Female heart attack patients are more likely to survive if a female DOCTOR treats them, study reveals | Top Stories
In a review of nearly 582,000 heart attack cases over 19 years, researchers from Washington University in St. Louis , found that women had a significantly higher survival rate when a woman treated them in the ER.
The study also suggested that women had a better chance of survival with male doctors who have several female colleagues working with them in the ER.
However, it noted they’d still be better off with a female doctor.
The study did not mention, however, the survival rates of male patients treated by either female or male doctors.
According to one of three researchers behind the project, associate professor of strategy at the Olin Business School, Seth Carnahan, the results mirror similar studies of gender differences in medical outcomes, but the difference is the stakes.
“You have highly trained experts with life or death on the line, and yet the gender match between the physician and the patient seems to matter a great deal,” said Carnahan.
In order to glean the results, the research team reviewed a tonne of anonymous medical data from Florida hospitals from 1991 to 2010. This data allowed the team to measure important factors like the age, race, and medical history of patients, hospital quality and more.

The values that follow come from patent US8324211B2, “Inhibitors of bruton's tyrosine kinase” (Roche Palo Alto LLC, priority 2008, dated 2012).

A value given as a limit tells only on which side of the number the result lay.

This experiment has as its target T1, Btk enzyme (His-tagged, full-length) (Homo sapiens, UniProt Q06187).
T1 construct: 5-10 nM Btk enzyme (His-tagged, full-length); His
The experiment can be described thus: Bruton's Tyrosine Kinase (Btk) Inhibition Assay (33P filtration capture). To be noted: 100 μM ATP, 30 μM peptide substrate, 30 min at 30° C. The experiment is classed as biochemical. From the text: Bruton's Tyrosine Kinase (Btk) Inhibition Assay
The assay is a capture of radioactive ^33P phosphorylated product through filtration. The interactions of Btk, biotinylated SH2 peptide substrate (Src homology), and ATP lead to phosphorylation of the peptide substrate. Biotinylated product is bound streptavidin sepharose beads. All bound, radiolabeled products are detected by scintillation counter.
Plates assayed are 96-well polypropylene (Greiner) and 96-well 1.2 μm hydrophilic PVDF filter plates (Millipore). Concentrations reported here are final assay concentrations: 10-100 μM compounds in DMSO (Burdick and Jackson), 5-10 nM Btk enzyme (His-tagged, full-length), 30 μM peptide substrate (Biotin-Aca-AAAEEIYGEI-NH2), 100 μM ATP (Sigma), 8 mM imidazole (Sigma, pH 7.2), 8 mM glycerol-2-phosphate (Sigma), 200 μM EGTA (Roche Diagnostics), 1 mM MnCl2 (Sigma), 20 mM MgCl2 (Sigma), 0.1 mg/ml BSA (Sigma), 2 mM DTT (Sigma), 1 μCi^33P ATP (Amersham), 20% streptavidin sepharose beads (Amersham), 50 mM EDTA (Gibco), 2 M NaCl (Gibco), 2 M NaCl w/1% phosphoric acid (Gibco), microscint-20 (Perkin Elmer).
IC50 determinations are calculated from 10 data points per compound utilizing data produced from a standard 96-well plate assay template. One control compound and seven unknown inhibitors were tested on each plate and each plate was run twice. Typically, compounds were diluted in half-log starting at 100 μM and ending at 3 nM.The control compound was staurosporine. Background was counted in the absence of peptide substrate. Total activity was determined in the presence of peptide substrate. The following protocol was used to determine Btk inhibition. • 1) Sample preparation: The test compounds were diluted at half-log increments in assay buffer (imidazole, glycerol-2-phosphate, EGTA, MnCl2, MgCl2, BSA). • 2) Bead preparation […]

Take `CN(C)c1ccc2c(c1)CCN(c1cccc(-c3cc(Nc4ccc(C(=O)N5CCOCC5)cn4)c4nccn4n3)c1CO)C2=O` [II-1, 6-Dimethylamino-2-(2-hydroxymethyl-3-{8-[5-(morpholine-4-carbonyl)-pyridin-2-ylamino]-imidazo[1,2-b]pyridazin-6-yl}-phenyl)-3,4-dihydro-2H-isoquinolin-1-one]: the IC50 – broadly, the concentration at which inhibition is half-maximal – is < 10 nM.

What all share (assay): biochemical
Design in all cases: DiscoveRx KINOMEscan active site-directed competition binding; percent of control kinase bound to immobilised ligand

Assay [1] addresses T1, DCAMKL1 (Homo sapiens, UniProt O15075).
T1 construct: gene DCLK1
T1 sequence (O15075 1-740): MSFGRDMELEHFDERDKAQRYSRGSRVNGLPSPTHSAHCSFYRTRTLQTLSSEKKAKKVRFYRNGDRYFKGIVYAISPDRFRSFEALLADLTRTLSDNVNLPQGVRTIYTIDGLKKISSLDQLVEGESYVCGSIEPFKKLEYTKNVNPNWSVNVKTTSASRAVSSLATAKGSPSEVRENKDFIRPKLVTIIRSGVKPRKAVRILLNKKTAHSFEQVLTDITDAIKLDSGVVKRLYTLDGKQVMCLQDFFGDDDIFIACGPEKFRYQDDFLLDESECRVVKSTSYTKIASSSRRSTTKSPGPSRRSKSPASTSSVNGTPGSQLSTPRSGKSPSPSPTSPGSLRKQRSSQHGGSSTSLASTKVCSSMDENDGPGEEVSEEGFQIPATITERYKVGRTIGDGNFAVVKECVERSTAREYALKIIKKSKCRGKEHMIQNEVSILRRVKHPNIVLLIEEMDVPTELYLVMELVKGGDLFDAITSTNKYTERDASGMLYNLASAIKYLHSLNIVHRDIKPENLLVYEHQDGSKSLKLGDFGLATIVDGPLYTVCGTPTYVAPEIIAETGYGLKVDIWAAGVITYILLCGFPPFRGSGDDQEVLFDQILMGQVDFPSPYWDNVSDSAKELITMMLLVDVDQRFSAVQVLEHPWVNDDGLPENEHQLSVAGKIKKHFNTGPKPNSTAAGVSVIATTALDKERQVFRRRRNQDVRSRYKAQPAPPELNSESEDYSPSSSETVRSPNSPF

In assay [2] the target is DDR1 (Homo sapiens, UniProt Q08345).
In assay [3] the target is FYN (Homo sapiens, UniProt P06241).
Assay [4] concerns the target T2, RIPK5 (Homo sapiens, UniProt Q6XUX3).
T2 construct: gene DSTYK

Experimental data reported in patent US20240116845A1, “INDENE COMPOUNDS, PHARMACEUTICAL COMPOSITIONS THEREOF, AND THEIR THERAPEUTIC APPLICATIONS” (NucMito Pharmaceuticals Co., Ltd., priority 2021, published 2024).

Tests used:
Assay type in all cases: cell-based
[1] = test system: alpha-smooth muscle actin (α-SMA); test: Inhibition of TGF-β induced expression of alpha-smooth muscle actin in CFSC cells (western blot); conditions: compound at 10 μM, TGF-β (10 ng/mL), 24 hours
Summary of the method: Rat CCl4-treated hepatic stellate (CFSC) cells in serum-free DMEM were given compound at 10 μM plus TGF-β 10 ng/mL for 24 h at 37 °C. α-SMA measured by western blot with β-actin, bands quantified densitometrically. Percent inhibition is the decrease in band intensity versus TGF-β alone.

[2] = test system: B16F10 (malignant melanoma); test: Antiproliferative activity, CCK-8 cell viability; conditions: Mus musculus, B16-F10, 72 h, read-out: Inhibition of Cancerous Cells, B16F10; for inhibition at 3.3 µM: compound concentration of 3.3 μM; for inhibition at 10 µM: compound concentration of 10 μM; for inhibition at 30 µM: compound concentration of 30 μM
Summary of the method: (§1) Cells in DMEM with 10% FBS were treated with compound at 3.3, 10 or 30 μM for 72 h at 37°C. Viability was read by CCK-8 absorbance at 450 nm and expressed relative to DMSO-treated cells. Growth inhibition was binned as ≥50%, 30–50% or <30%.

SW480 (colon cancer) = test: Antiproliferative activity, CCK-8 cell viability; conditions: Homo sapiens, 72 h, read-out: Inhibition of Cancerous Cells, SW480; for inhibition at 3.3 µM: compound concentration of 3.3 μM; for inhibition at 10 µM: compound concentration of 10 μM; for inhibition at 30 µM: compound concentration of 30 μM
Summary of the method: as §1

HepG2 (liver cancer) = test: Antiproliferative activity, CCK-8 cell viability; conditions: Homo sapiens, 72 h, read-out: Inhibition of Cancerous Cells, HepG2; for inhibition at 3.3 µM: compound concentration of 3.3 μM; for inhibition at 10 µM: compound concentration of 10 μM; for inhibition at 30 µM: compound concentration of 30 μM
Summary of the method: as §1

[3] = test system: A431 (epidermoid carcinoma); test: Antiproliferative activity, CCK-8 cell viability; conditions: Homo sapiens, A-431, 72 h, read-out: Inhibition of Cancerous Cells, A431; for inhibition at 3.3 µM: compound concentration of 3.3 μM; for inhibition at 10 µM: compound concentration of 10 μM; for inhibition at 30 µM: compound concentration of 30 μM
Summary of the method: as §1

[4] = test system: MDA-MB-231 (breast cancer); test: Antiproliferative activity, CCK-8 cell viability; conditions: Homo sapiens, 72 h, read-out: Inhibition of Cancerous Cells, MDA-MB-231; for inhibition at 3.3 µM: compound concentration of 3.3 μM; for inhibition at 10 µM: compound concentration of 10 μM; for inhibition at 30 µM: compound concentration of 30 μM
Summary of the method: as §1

But despite the factors, the team still found that female patients were less likely to survive heart attacks than male patients and that gender differences in survival rates were the highest under male physicians.
For patients treated by female physicians, the team found that the gender disparity in survival rates was about 0.2 percent. In other words, 11.8 percent of men died, versus about 12 percent of women.
However, for patients treated by male physicians, the gender gap in survival more than tripled to 0.7 percent. In that case, 12.6 percent of men died compared to 13.3 percent of women.
“Our work corroborates prior research showing that female doctors tend to produce better patient outcomes than male doctors,” added Carnahan.
“The novel part of what we are doing is showing that the benefit of having a female doctor is particularly stark for a female patient.”